The National Sea Grant Law Center


  • Sackett II and its Ripple Effects: Uncertainty Remains for Developers and Communities

  • June 27th, 2024 — by Patricia McKee — Category: Clean Water Act

  • water fountain

    In May 2023, the U.S. Supreme Court issued an opinion in Sackett v. EPA (2023), also known as Sackett II, significantly curtailing federal regulatory authority for wetlands.1 The Court adopted a stricter definition of “waters of the United States,” including only those wetlands with a continuous surface connection to traditional interstate navigable waters. This rule has subsequently faced legal challenges.

    Sackett involved Michael and Chantell Sackett, who purchased land near Priest Lake, Idaho, in 2004.2 When the couple began filling their property to prepare for construction, the EPA issued a compliance order declaring that the Sackett’s property contained protected wetlands.3 The order instructed the Sacketts to cease development and restore the site or accrue substantial fines.4 In the preceding case, Sackett I, the couple successfully proved that the order constituted a final agency action, activating the Administrative Procedure Act (APA).5 Moreover, the Sacketts would not receive an adequate remedy without prompt court intervention. In Sackett II, the Sacketts argued their land was not subject to the Clean Water Act (CWA). The Supreme Court agreed, restricting the number of wetlands subject to federal jurisdiction to those “indistinguishable” from traditional navigable waters.

    In August 2023, the EPA amended its “Revised Definition of ‘Waters of the United States” to comply with the Court’s decision.6 The new rule has resulted in immediate and long-term uncertainties. Twenty-four states depend solely on the CWA for wetland protection.7 States must reconcile their independent protections for wetlands or lack thereof. Moreover, this uncertainty presents a significant challenge for land use planners as landowners request clarity on their particular situations.

    Developers must determine whether a particular wetland falls under federal jurisdiction or if state regulations may differ. For example, Robert D. White, a landowner in North Carolina, challenged the post-Sackett rule, arguing it was expansive and vague.8 In his lawsuit, White claimed that its rule lacks clarity, inhibiting him from identifying the federally-protected wetlands on his property and delaying development. This case is pending.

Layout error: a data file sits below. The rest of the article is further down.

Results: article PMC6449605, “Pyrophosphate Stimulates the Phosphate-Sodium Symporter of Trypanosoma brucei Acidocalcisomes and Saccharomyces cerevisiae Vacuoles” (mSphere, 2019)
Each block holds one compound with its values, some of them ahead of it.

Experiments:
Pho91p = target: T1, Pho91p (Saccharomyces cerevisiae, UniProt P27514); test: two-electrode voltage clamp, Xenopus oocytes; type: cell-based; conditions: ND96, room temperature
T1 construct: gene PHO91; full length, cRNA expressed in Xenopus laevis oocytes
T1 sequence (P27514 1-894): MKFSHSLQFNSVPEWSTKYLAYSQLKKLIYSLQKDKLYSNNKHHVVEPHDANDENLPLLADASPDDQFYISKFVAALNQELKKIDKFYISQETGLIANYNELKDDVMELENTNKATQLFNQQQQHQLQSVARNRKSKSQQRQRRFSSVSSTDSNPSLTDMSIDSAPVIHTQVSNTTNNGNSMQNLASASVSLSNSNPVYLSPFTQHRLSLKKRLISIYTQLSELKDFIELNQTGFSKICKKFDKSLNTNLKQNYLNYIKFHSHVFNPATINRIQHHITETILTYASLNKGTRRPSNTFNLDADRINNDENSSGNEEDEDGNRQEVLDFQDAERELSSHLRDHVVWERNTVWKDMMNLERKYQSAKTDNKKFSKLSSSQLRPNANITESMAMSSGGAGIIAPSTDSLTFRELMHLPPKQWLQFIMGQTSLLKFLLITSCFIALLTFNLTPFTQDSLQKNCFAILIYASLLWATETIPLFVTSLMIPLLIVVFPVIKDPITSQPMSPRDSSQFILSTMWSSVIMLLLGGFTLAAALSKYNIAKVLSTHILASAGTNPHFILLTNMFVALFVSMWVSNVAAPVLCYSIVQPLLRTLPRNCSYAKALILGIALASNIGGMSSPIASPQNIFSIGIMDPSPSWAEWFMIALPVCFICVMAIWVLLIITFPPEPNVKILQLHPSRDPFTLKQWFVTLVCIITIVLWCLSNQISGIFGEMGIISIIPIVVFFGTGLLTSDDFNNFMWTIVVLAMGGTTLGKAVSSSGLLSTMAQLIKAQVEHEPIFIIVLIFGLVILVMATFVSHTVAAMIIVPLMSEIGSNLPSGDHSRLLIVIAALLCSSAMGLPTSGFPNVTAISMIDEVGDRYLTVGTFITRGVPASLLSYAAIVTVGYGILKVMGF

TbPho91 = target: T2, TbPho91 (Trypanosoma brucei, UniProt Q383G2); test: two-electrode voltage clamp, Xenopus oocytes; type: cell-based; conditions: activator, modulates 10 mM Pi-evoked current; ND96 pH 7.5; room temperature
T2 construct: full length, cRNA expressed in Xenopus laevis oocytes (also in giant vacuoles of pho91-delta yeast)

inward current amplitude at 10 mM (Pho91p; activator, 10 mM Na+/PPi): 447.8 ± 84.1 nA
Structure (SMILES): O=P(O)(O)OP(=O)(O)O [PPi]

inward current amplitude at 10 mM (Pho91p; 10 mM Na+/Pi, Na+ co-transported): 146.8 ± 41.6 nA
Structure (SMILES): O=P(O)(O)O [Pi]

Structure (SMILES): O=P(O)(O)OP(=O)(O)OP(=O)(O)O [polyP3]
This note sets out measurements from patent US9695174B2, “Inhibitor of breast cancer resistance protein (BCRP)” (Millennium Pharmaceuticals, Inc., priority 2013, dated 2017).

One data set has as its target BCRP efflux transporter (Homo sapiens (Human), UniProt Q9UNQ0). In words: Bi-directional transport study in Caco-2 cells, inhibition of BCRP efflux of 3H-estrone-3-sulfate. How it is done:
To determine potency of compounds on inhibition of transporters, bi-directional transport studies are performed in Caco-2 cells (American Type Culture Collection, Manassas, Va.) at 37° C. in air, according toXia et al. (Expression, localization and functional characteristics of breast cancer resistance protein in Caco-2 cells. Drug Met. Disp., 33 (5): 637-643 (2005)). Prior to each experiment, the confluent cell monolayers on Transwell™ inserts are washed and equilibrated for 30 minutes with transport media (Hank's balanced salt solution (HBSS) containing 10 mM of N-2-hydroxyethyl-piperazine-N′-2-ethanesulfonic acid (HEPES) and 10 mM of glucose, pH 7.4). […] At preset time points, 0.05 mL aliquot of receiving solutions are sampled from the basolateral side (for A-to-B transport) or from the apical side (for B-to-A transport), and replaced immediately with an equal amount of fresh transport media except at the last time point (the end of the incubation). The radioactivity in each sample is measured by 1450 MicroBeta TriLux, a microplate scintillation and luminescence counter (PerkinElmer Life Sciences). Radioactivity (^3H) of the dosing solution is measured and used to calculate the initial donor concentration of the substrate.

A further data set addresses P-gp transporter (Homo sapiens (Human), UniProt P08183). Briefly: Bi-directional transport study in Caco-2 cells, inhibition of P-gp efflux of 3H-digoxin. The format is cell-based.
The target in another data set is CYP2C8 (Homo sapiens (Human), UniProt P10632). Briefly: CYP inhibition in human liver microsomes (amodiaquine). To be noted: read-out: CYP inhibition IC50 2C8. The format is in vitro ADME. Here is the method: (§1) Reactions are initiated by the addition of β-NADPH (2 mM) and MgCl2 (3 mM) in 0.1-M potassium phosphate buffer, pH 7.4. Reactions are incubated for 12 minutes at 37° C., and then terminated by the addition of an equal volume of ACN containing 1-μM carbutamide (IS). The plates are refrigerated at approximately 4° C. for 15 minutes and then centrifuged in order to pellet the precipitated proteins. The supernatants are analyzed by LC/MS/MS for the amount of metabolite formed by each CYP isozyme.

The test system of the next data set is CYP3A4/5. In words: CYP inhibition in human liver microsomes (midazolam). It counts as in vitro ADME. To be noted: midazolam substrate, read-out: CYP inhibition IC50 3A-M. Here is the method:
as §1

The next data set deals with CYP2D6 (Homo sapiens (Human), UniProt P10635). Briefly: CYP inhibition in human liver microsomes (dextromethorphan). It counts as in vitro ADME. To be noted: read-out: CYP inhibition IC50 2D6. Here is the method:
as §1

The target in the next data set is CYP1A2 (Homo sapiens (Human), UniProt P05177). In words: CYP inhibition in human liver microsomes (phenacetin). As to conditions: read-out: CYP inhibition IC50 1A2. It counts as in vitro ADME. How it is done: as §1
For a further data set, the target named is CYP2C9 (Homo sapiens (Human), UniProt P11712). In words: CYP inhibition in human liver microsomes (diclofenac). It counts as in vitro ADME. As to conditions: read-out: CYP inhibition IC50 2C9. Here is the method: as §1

The post-Sackett II rule could also allow polluting facilities to discharge into previously protected waters, worsening health problems in communities affected by environmental injustices. For example, recently, a plastics producer, Formosa Plastics, applied for a wetlands permit to construct a petrochemical complex in St. James Parrish, Louisiana.9 This community, infamously called “Cancer Alley,” has become notorious for its high cancer incidence.10 Residents of “Cancer Alley” endure severe pollution from the almost 200 fossil fuel and petrochemical facilities concentrated within an 85-mile area.11 While Formosa Plastics cannot initiate construction without authorization from the U.S. Army Corps of Engineers, many wetlands now cannot rely on federal intervention to protect them from these types of projects.

    The Supreme Court’s decision in Sackett II has restructured the CWA’s regulatory framework. This shift has created uncertainties for developers and landowners, like Robert D. White, and communities reliant on federal protections, such as St. James Parrish. As litigation continues and clarification emerges, Sackett II remains pivotal in shaping future policy and legal discussions.

    To learn more, see:

    1 Sackett v. EPA, 598 U.S. 651 (2023).
    2 Sackett v. EPA, 566 U.S. 120 (2012).
    3 Id. at 122.
    4 Id. at 124–125.
    5 Id. at 126.
    6 Revising the Definition of “Waters of the United States,” U.S. Env't Prot. Agency (Sept. 8, 2023), at 126.
    7 James M. McElfish, Jr., What Comes Next for Clean Water? Six Consequences of Sackett v. EPA, Env't L. Inst. (May 26, 2023).
    8 White v. United States EPA, No. 24-CV-00013, 2024 U.S. Dist. LEXIS 88727 (E.D.N.C. May 15, 2024).
    9 Rise St. James v. La. Dep't of Env't Quality, 383 So. 3d 956 (La. Ct. App. 2024).
    10 Id. at 24.
    11 US: Louisiana’s ‘Cancer Alley’, Hum. Rts. Watch (Jan. 25, 2024).

  • Patricia McKee
    NSGLC Summer Research Associate

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